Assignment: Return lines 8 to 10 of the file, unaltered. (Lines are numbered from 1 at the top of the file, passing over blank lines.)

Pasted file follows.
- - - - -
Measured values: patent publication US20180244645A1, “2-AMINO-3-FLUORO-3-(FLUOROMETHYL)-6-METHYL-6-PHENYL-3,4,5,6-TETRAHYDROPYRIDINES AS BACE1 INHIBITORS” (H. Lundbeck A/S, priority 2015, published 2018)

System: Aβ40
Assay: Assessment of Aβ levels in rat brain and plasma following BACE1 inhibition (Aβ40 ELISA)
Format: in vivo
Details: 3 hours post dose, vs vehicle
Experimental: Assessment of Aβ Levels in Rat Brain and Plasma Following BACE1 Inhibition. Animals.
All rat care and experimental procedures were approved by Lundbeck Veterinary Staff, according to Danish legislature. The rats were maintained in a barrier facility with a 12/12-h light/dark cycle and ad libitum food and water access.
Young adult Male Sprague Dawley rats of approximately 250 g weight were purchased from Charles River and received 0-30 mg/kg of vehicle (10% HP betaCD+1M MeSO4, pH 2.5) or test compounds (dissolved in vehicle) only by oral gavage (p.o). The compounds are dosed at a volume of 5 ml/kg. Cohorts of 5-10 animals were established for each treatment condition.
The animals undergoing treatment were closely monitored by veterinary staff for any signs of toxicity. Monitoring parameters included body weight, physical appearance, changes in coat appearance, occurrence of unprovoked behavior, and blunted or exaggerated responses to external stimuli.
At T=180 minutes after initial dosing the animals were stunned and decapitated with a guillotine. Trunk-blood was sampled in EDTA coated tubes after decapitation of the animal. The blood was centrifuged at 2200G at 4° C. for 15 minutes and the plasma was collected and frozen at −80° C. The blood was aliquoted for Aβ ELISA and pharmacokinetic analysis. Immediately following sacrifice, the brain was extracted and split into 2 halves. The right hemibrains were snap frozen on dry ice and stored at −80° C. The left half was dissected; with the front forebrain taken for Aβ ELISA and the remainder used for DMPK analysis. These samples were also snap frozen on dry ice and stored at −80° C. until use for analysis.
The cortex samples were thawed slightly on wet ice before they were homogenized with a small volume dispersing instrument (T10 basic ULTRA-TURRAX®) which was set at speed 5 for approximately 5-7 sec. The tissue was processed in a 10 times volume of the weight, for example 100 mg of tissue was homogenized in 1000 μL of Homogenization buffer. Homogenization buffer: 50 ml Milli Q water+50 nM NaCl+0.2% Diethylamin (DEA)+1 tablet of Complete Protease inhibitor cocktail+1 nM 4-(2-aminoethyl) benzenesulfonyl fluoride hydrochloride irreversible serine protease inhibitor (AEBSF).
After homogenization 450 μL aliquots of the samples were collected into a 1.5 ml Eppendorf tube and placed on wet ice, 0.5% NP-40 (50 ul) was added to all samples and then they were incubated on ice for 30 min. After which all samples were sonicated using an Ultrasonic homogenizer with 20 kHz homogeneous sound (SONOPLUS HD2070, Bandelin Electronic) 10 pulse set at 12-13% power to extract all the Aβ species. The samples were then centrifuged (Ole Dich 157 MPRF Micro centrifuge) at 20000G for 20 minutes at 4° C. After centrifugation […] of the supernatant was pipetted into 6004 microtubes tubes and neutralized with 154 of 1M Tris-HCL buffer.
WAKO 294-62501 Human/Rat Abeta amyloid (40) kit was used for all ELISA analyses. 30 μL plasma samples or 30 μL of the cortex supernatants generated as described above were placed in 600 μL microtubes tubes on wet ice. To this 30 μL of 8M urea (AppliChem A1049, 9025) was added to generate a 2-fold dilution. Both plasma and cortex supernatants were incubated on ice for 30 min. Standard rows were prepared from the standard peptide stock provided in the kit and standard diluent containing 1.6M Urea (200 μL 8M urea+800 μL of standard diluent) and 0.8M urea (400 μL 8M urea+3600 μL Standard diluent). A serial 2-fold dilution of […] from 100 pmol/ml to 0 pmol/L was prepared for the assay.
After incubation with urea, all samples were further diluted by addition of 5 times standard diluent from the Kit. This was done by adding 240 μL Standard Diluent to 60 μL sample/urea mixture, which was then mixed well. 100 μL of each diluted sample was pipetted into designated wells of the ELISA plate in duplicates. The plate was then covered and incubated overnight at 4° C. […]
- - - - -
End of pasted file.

Young adult Male Sprague Dawley rats of approximately 250 g weight were purchased from Charles River and received 0-30 mg/kg of vehicle (10% HP betaCD+1M MeSO4, pH 2.5) or test compounds (dissolved in vehicle) only by oral gavage (p.o). The compounds are dosed at a volume of 5 ml/kg. Cohorts of 5-10 animals were established for each treatment condition.
The animals undergoing treatment were closely monitored by veterinary staff for any signs of toxicity. Monitoring parameters included body weight, physical appearance, changes in coat appearance, occurrence of unprovoked behavior, and blunted or exaggerated responses to external stimuli.
At T=180 minutes after initial dosing the animals were stunned and decapitated with a guillotine. Trunk-blood was sampled in EDTA coated tubes after decapitation of the animal. The blood was centrifuged at 2200G at 4° C. for 15 minutes and the plasma was collected and frozen at −80° C. The blood was aliquoted for Aβ ELISA and pharmacokinetic analysis. Immediately following sacrifice, the brain was extracted and split into 2 halves. The right hemibrains were snap frozen on dry ice and stored at −80° C. The left half was dissected; with the front forebrain taken for Aβ ELISA and the remainder used for DMPK analysis. These samples were also snap frozen on dry ice and stored at −80° C. until use for analysis.